Mark in the Park on Sunday, August 21st. Jamieson Trotter on keyboard, Dave Robaire on bass, Dan Schnelle on drums and Larry Koonse on guitar.
Jeff Bates from Vertigo Entertainment was the sound engineer that afternoon. I mention him toward the top of this little blurb because what a difference a sound man makes. Let’s be honest, they have a reputation for being surly. So when one shows up who is cheerful, enthusiastic, on time, and really digs your music and makes you sound great – that is a very good thing.
Click here for an article from Wunderground News – “Sound Engineering Declared Grumpiest Profession In The World.” This is a satirical article, but in good satire there are overtones of truth. Jeff and I were actually talking about this very thing. “Yeah,” he said, “nobody puts a gun to somebody’s head and forces them to be a sound man. I really love it.” It showed. What a pleasure to be able to get squarely into the mic and hear yourself with clarity, not having to force or strain. There was just a splash of reverb, barely discernible, and the eq was perfect. It was a blessing indeed. Hit me up for a referral – great rates, great attitude, great job. James Schumacher of Vertigo has never once let me down with his own work, or anybody he sends.
We had a great turnout in King’s Road Park, a cozy little green space tucked away off the east side of Kings Road. This charming little park is a neighborhood favorite, and yet if you walk by a little too quickly you might miss it. The band had my back on everything, and I thought they really connected with the material, especially Jamieson’s arrangements of “Moon Ray” and “Wrap Your Troubles in Dreams.” We performed Josh Nelson’s richly detailed, evocative arrangement of Marian McPartland’s “Twilight World” with its shifting meters of 5/4, 6/4 and 4/4. This chart has a precise bass line and some artful intervals. Dave Robaire played it perfectly. Larry Koonse is always a plus on the band stand, and gave me solid support throughout, contributing his usual stellar soloing and demonstrating once again why he is one of the tops in the biz. I was very happy with the two Page Cavanaugh arrangements we did – the hard swinging “Get Out of Town” and Page’s practically giddy samba take on “The Coffee Song,” which was expertly set up by Dan Schnelle on drums. We had fun with two saloon songs – Alan Jones’ “Easy Street,” a bluesy medium tempo swinger that I stole outright from Betty Bryant’s repertoire, and “Drinking Again,” which I think hit a little too close to home with a couple of my WeHo pals. (Insert winky emoticon here.) Harry Nilsson’s plaintive “Life Line” from the 1971 ABC Television broadcast of the cartoon “The Point” was added for contrast, and we closed with another hard swinging up tempo arrangement on “I Want To Be Happy.”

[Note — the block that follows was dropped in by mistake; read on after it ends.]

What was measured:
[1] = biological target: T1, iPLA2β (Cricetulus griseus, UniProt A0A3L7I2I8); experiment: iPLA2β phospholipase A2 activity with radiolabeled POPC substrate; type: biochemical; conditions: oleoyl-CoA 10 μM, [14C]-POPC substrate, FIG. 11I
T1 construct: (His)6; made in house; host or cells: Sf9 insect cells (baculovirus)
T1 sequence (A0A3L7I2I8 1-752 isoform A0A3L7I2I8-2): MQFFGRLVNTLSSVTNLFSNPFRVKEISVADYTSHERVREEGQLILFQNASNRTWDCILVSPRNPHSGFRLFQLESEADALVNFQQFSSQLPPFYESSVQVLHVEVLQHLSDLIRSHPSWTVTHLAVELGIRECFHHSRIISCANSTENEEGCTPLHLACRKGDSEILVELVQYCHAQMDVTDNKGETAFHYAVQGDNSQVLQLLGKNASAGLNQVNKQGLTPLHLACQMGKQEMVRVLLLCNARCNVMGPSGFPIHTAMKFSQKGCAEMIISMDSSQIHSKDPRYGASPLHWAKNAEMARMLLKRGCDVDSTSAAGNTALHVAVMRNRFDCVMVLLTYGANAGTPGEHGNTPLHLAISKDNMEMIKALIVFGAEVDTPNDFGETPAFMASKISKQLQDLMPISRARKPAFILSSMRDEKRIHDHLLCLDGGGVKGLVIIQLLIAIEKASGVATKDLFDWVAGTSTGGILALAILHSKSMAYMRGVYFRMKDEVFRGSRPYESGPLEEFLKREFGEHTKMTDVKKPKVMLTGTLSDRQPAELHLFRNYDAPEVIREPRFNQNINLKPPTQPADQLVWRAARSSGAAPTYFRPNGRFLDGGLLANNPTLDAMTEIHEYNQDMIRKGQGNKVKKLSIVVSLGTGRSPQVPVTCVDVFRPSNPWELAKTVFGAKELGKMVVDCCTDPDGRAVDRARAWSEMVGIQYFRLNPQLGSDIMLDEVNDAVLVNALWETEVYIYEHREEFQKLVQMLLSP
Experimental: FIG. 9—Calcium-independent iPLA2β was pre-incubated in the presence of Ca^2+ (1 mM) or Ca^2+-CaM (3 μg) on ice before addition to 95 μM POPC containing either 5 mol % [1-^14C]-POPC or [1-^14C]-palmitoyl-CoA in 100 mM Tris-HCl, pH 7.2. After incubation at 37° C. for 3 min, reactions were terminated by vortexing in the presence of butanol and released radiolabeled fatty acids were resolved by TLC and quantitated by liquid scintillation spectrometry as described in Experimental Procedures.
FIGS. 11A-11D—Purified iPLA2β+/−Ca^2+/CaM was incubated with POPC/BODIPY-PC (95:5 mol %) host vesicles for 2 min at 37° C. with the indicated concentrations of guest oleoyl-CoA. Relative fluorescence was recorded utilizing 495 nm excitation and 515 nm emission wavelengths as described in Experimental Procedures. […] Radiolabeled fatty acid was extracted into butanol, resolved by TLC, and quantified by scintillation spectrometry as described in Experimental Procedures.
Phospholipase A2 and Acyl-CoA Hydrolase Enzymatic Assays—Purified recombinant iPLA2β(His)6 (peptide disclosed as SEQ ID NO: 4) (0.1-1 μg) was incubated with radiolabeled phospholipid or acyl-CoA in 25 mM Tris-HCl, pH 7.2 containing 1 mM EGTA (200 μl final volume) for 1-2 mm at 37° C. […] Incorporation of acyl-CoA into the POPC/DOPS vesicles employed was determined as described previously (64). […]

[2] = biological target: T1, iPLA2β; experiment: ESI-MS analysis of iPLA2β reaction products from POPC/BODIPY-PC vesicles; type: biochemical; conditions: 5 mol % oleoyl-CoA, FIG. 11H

So there is my self review of a very special gig for me. I have no idea how it sounded in the house – I mean, park – but it felt great. You are only as good as the company you keep, and when that includes a quartet like the one I was blessed with on Sunday and a sound man with a sunny disposition – game on!
Many thanks to Mike Che and Amanda Carlson from the City of West Hollywood and Andrew Campbell from WeHo Arts for giving me the opportunity to close out this year’s Summer Sounds Series in my adopted home town.